Christie’s has another “barn find” of a painting that has been in the same family for 45 years and not been shown publicly:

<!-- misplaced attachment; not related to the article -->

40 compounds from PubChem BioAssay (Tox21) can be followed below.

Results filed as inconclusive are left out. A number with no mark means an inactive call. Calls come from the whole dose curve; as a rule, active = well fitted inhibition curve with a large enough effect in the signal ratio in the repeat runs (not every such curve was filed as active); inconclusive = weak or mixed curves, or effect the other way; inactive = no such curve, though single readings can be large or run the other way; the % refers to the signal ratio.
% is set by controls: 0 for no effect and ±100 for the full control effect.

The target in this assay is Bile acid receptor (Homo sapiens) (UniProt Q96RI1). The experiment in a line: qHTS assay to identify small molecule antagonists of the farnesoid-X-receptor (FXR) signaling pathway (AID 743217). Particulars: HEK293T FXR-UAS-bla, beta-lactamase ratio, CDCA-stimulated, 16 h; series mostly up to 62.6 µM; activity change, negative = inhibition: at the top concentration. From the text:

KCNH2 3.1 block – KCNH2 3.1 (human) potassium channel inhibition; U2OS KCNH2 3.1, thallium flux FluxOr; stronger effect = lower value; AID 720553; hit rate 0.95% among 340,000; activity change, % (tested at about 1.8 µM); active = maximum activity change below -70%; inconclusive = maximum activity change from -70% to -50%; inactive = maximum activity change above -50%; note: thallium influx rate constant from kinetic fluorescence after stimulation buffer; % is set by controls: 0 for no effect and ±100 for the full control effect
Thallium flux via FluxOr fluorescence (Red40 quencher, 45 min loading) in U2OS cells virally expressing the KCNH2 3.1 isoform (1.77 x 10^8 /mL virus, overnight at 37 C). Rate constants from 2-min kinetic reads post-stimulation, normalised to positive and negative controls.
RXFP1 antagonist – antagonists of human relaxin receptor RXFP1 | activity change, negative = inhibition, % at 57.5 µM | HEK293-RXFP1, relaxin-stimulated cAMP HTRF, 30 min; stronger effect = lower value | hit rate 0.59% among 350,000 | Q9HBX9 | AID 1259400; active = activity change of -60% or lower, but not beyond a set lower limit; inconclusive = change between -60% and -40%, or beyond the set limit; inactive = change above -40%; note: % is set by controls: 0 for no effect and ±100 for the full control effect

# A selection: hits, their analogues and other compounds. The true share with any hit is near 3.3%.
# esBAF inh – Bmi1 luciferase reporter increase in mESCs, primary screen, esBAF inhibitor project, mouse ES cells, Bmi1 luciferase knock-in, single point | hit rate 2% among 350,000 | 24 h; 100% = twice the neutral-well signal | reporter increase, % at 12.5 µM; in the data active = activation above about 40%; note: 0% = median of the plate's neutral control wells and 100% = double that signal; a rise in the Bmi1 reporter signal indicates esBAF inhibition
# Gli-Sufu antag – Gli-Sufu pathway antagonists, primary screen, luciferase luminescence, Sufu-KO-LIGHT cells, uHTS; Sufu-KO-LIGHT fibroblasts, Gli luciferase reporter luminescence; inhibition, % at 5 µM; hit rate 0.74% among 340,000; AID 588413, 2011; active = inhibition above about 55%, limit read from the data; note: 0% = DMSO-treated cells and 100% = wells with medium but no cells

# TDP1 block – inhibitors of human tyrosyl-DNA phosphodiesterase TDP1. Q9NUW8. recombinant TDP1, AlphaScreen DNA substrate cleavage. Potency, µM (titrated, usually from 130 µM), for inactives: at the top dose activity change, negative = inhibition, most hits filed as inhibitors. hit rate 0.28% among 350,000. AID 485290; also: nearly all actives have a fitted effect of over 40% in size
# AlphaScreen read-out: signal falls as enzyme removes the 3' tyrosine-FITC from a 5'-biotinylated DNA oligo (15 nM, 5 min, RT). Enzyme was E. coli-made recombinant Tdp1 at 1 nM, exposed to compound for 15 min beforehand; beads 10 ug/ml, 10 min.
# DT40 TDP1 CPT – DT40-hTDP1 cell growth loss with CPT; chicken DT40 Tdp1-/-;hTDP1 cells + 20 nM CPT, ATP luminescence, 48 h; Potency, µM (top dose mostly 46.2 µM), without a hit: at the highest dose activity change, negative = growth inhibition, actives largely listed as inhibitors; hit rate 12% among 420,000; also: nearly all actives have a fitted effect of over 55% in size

Francis Bacon’s landmark painting Study of Red Pope 1962. 2nd version 1971, unseen in public for 45 years. It stands as the grand finale to his celebrated body of Papal portraits and is the only painting that unites the Pope with his greatest love George Dyer, who is depicted as the Pope’s reflection. First exhibited on 26 October 1971, in the legendary retrospective of Francis Bacon’s work at the Grand Palais in Paris,Study of Red Pope 1962. 2nd version 1971 was executed six months earlier in April 1971. The painting represents the first and only time in his oeuvre that Bacon united his two greatest obsessions: the Pope and George Dyer – his great muse and lover. The canvas became a tragic premonition of Dyer’s fateful end when, less than thirty-six hours before the opening of the career-defining exhibition, Dyer was found dead. Acquired by the family of the present owner in 1973 this work has appeared in all the major publications dedicated to Bacon’s work but never exhibited publicly. Francis Bacon’sStudy of Red Pope 1962. 2nd version 1971 will come to auction as the centerpiece of Christie’s Post-War and Contemporary Art Evening Auction on 6 October 2017 and will be on view at Christie’s King Street from 30 September.